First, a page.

George Perez

George Perez - Updated Jan 2023

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Updated On January 8, 2023

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George Perez was a comic book artist and writer from the United States. Moreover, George Perez came to prominence in the 1970s penciling in Fantastic Four and The Avengers for Marvel Comics.

Early Life

George Perez was born on the 9th of June, 1954, in New York City, the United States of America. He was 67 years old and held an American nationality at his death. Moreover, he belongs to mixed ethnicity and he follows Christianity as a religion. Likewise, he has a birth sign of Gemini.

He was the son of Jorge Guzman Perez (father) and Luz Maria (mother). His both parents were from Caguas, Puerto Rico, but they did not meet until approximately 1949 or 1950 after both had settled in New Jersey while searching for job opportunities.

After being married in October 1954, his parents moved to New York, where Jorge worked in the meatpacking business and Luz took care of the home. He grew up younger brother named David. Both of the brothers had artistic aspirations from an early age, with George starting to draw at the age of five.

Education

Talking about his academic career, he completed his schooling and college at the local school and college of America.

Death

This writer passed away on May 6, 2022, at the age of 67. His pancreatic cancer-related complications were the cause of death. On May 22, MegaCon Orlando planned to have a public mourning ceremony.

George Perez – Net Worth 2023

As a comic book artist and writer, he had earned a huge sum of money. At the time of his death, his net worth was estimated around $3 Million. He created comic books for Marvel and DC, which had extensive worldwide sales.

Moreover, he was also receiving a large salary for his professional work. However, it is still unknown how much money he made.

Professional Career

In 1971, George Pérez began his career in comics by working as Rich Bucklers’ assistant. American comic book artist Rich Buckler is best known for his mid-1970s work on Marvel Comics’ Fantastic Four.

Then, in “Astonishing Tales” #25 (Aug. 1974), he made his professional debut as the penciler of a two-page spoof of Buckler’s character Deathlok. During that brief time, he established himself as a regular at Marvel, penciling Bill Mantlo’s “Sons of the Tiger” for several issues. Following that, he gained fame with Marvel’s superhero team comic “The Avengers.”

George Perez

Caption: George Perez during his early career (Source: The Comics Journal)

He quickly began creating drawings for other Marvel comics, such as “Creatures on the Loose” which featured the Man-Wolf, “The Inhumans” and “Fantastic Four” For “Fantastic Four” #176, authors Roy Thomas and Pérez created a metafictional narrative (Nov. 1976).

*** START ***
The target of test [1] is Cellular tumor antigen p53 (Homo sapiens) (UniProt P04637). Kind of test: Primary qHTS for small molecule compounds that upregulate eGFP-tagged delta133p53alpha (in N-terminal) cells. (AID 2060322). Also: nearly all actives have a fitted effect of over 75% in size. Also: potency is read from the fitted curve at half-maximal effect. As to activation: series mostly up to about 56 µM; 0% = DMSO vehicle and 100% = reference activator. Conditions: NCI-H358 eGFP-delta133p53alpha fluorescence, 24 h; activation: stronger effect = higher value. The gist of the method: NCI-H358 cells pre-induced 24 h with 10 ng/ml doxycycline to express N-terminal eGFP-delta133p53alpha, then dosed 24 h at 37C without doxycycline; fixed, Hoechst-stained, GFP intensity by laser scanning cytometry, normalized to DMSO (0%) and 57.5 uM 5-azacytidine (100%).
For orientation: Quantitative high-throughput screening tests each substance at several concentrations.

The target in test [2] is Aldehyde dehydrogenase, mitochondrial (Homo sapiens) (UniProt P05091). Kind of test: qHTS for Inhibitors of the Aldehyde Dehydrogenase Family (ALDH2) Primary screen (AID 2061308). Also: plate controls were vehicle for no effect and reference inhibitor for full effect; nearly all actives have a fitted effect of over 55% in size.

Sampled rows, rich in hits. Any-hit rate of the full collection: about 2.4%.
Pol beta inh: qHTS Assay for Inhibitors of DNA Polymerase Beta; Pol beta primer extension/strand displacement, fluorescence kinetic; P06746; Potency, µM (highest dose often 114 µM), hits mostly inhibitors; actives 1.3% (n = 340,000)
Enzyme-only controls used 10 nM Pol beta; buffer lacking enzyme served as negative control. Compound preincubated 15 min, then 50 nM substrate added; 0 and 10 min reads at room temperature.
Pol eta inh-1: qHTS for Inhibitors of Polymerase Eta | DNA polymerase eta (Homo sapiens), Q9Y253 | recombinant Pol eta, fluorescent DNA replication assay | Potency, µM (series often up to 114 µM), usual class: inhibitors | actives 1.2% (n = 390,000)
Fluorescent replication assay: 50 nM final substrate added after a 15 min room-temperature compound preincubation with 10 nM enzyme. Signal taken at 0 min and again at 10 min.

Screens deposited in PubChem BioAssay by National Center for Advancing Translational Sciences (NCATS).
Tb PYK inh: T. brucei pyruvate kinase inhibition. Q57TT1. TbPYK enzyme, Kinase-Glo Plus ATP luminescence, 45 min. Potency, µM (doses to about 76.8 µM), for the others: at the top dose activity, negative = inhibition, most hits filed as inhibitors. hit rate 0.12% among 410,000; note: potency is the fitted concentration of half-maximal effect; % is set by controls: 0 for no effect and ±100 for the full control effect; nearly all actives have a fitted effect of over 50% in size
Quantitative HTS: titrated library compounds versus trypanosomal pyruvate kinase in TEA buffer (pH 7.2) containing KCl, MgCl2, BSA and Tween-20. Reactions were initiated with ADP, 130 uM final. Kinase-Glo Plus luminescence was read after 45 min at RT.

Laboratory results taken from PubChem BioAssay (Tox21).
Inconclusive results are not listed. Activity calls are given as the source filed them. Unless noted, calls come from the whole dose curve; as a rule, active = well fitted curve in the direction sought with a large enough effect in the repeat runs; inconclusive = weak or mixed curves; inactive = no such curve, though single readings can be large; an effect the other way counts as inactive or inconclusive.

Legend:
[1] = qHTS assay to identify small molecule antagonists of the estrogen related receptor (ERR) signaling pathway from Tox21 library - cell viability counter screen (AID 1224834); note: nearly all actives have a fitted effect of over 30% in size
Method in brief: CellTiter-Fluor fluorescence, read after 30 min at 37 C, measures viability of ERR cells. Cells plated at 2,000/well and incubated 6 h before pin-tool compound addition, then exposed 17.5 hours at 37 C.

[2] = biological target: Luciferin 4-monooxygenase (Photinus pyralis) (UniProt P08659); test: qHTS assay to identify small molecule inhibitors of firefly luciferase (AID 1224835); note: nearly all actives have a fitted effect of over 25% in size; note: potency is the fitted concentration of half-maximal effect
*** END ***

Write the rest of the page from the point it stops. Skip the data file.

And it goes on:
He drew the opening chapter of “The Korvac Saga” by writer Jim Shooter, which featured almost every Avenger who had joined the team up to that time. The Taskmaster was created by creators David Michelinie and Pérez in episode #195 of “The Avengers” (May 1980).

Started working for DCComics

Then, while still drawing for “The New Teen Titans” he started working for their rival DC Comics team, “The Avengers.” In a special preview, “The New Teen Titans” appeared in DC Comics Presents #26 (October 1980).

After four years, he stopped working on “The New Teen Titans” to concentrate on his next project with Marv Wolfman, “Crisis on Infinite Earths” DC’s 50th-anniversary celebration in 1985.

Then, in September 1986, he inked the final Superman comic book (issue 423) for writer Alan Moore’s two-part narrative “Whatever Happened to the Man of Tomorrow?” over Curt Swan’s pencils.

Later, he created the design for the box art for the roleplaying game “DC Heroes” (1985) released by Mayfair Games as well as the fourth edition box art for “Champions” (1989) released by Hero Games.

Following that, he played an important part in the 1987 reboot of the Wonder Woman franchise. He worked on the book for five years, resigning as an artist after issue #24, but staying on as a writer until issue #62, when he left in 1992.

In 2001, he returned to the character and co-wrote a two-part story for issues #168-169. With issue #50 (December 1988), he returned as co-plotter/penciler of The New Teen Titans, which had been renamed “The New Titans” He worked with Superman on several occasions over his career, particularly during his time on the Justice League of America.

Other Works

He created Lex Luthor’s trademark battlesuit in “Action Comics” #544 (June 1983). In September 1983, he inked “DC Comics Presents” #61, which featured a Superman/OMAC team-up. Also in “Action Comics” #600, he inked John Byrne’s drawings for the Superman/Wonder Woman adventure (March 1988).

He authored Adventures of Superman for a short time, producing plots for issues #457-59. (Aug. 1989 – Oct. 1989). He left “Wonder Woman” with issue #652 due to a severe schedule while working on both “Superman” and “Action Comics” at the same time (April 1990).